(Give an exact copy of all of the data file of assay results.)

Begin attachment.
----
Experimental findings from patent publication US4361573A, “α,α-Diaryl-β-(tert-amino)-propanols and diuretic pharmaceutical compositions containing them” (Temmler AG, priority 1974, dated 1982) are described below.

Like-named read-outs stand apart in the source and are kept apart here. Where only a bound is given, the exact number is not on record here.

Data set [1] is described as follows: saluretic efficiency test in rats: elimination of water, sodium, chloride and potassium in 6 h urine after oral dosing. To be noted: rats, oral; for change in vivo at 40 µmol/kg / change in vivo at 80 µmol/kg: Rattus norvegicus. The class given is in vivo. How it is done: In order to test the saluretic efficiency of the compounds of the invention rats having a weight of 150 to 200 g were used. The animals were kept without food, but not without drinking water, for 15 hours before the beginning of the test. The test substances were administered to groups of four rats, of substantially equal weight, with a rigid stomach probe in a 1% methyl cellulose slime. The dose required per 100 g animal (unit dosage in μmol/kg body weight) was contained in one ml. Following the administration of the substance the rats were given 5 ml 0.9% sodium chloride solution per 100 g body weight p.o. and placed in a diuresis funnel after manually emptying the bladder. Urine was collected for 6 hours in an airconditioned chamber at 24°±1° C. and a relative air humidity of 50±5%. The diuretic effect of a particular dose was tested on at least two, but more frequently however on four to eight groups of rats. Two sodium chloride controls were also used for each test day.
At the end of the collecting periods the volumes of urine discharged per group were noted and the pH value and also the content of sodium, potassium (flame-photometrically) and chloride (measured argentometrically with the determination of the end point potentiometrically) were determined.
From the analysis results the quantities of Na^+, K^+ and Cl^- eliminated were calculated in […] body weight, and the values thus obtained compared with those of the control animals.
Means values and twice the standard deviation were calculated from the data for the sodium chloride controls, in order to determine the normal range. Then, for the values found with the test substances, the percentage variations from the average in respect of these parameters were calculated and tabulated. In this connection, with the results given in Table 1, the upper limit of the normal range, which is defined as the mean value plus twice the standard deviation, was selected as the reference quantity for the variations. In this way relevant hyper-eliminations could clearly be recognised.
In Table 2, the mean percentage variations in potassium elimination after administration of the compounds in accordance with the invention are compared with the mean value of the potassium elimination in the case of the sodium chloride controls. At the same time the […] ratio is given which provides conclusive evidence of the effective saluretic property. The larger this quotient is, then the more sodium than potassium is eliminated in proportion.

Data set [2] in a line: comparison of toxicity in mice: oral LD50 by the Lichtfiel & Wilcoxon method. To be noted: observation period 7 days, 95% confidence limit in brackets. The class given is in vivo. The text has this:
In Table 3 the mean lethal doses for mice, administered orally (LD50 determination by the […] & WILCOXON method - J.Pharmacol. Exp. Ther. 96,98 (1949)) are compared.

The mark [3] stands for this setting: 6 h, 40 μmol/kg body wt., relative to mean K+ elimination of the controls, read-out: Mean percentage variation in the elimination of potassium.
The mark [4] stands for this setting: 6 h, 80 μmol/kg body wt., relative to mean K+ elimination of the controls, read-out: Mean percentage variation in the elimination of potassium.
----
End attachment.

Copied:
Experimental findings from patent publication US4361573A, “α,α-Diaryl-β-(tert-amino)-propanols and diuretic pharmaceutical compositions containing them” (Temmler AG, priority 1974, dated 1982) are described below.

Like-named read-outs stand apart in the source and are kept apart here. Where only a bound is given, the exact number is not on record here.

Data set [1] is described as follows: saluretic efficiency test in rats: elimination of water, sodium, chloride and potassium in 6 h urine after oral dosing. To be noted: rats, oral; for change in vivo at 40 µmol/kg / change in vivo at 80 µmol/kg: Rattus norvegicus. The class given is in vivo. How it is done: In order to test the saluretic efficiency of the compounds of the invention rats having a weight of 150 to 200 g were used. The animals were kept without food, but not without drinking water, for 15 hours before the beginning of the test. The test substances were administered to groups of four rats, of substantially equal weight, with a rigid stomach probe in a 1% methyl cellulose slime. The dose required per 100 g animal (unit dosage in μmol/kg body weight) was contained in one ml. Following the administration of the substance the rats were given 5 ml 0.9% sodium chloride solution per 100 g body weight p.o. and placed in a diuresis funnel after manually emptying the bladder. Urine was collected for 6 hours in an airconditioned chamber at 24°±1° C. and a relative air humidity of 50±5%. The diuretic effect of a particular dose was tested on at least two, but more frequently however on four to eight groups of rats. Two sodium chloride controls were also used for each test day.
At the end of the collecting periods the volumes of urine discharged per group were noted and the pH value and also the content of sodium, potassium (flame-photometrically) and chloride (measured argentometrically with the determination of the end point potentiometrically) were determined.
From the analysis results the quantities of Na^+, K^+ and Cl^- eliminated were calculated in […] body weight, and the values thus obtained compared with those of the control animals.
Means values and twice the standard deviation were calculated from the data for the sodium chloride controls, in order to determine the normal range. Then, for the values found with the test substances, the percentage variations from the average in respect of these parameters were calculated and tabulated. In this connection, with the results given in Table 1, the upper limit of the normal range, which is defined as the mean value plus twice the standard deviation, was selected as the reference quantity for the variations. In this way relevant hyper-eliminations could clearly be recognised.
In Table 2, the mean percentage variations in potassium elimination after administration of the compounds in accordance with the invention are compared with the mean value of the potassium elimination in the case of the sodium chloride controls. At the same time the […] ratio is given which provides conclusive evidence of the effective saluretic property. The larger this quotient is, then the more sodium than potassium is eliminated in proportion.

Data set [2] in a line: comparison of toxicity in mice: oral LD50 by the Lichtfiel & Wilcoxon method. To be noted: observation period 7 days, 95% confidence limit in brackets. The class given is in vivo. The text has this:
In Table 3 the mean lethal doses for mice, administered orally (LD50 determination by the […] & WILCOXON method - J.Pharmacol. Exp. Ther. 96,98 (1949)) are compared.

The mark [3] stands for this setting: 6 h, 40 μmol/kg body wt., relative to mean K+ elimination of the controls, read-out: Mean percentage variation in the elimination of potassium.
The mark [4] stands for this setting: 6 h, 80 μmol/kg body wt., relative to mean K+ elimination of the controls, read-out: Mean percentage variation in the elimination of potassium.